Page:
• The group needs a strong bass line or bottom, usually requiring several drummers. Others carry the accompanying parts while usually one person at a time solos. Occasionally soloists will converse with one another. If you are new to a circle it is suggested that you watch, listen and/or dance until you become a bit accustomed to the style of the particular group. Most often the bottom drums will be placed in, or close to, the center of the circle so that everyone can watch and hear them, this helps to keep a strong groove on the beat.
  • In most ethnic-specific drumcircles there is a hierarchy of skill and experience. Generally less experienced drummers solo only when invited. Musically sound and spiritually moving solos require years of practice. Hand percussion and consistent bass and middle parts are all integral to the group sound. Try to key your strokes to others'. Watch their hands. It is more important to play fewer strokes CLEARLY than to play fast. Practice playing each part. They must fit together properly to become a whole. Be patient. Your time to solo will come. (It is a good idea to bring a small tape recorder so that you can record to practice the parts at home.)
  • Bring ALL volume down when flutes, recorders, digeridoos, or other melodic instruments play.
  • Congas have a softer voice than djembes. Bring the volume of djembes down when congas solo.

Always Listen

If you are participating in a drumcircle for the first time the best way to approach the circle is with an attitude of service and humility. Before you touch an instrument LISTEN. Listen for the basic pulse of the circle, once you feel comfortable join in softly so you can still hear the drummers around you.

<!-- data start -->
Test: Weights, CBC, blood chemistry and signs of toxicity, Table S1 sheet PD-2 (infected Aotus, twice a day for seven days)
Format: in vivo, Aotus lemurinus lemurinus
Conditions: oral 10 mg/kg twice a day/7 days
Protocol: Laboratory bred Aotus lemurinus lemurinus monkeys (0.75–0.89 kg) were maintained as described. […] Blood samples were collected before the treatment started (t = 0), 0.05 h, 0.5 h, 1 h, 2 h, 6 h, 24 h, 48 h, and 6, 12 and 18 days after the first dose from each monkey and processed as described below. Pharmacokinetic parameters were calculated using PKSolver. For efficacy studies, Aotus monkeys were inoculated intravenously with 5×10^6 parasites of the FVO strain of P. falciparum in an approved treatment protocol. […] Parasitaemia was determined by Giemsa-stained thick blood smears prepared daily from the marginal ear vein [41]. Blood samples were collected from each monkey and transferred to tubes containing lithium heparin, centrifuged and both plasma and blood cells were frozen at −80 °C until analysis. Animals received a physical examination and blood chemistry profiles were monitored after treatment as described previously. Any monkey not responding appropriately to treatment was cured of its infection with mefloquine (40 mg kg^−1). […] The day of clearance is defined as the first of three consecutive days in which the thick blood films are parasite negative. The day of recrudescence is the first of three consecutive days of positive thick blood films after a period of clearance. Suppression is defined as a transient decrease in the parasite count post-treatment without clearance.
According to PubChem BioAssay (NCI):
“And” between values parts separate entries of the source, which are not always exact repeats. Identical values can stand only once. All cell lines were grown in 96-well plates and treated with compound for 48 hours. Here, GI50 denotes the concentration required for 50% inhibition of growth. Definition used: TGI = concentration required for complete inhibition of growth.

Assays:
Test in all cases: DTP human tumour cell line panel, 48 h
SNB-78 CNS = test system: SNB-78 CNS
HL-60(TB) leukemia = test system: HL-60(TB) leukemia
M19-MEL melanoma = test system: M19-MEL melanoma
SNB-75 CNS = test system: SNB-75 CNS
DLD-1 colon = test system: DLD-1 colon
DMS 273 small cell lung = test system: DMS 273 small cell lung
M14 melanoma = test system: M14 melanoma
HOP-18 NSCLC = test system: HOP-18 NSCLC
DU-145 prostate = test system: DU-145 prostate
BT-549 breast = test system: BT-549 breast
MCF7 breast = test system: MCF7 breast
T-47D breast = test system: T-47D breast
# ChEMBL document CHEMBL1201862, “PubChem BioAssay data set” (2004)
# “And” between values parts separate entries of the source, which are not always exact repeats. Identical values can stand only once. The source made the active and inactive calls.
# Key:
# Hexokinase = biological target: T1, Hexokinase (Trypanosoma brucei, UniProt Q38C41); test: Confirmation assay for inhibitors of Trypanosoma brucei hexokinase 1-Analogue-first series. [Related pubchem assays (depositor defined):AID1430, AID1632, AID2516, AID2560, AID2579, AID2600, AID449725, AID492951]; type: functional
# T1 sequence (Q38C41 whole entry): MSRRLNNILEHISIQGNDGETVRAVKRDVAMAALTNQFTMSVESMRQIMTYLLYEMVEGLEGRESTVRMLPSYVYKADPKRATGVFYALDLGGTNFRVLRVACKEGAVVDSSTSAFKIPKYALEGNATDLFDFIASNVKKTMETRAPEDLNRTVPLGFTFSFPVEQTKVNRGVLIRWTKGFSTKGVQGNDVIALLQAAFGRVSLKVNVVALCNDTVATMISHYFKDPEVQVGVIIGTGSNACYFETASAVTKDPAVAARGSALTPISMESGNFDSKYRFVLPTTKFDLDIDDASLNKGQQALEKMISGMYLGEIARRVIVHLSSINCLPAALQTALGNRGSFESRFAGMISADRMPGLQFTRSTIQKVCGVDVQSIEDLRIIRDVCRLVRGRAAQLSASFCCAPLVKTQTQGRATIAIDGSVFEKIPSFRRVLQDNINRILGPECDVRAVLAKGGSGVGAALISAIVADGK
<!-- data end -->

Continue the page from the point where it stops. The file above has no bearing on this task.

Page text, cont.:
• The single most important activity in a drumcircle is to LISTEN. Listen before you begin to play; listen as you play. It is not important or even desirable to play many notes. By listening to what's going on in the circle as you play, you will have a better sense of how you can fit into the groove that is being created. Listen for that fundamental groove ...and strive to support it.
  • At any time during the circle if you find that you can only hear yourself playing then you are playing too loud.
  • Keep your head up and attentive to the circle, don't focus on watching your hands.
  • If you're unsure of what or where to play keep your eyes on the reactions of the more experienced players.
  • If you have any questions, don't be afraid to ask. Every rhythm event is different, and has it's own particular variations of drumcircle etiquette. If you're not sure what's appropriate, just ask.
As Arthur Hull says, "In most drumcircle events there is a basic, often unspoken, agreement that each person in the circle is there to share their rhythmical spirit and personal energy with the community that is present. With this kind of group conscieness, even a large drum circle can be a very powerful, yet intimate experience for everybody as they create unity in their community by drumming together. The musical part of any drumcircle will take care of itself if every player is there to share their spirit and have fun."

If you treat the drum circle as a living, breathing entity and remember the Golden Rule-Do Unto Others As You Would Have Them Do Unto You-you will ensure your own enjoyment and that of everyone else.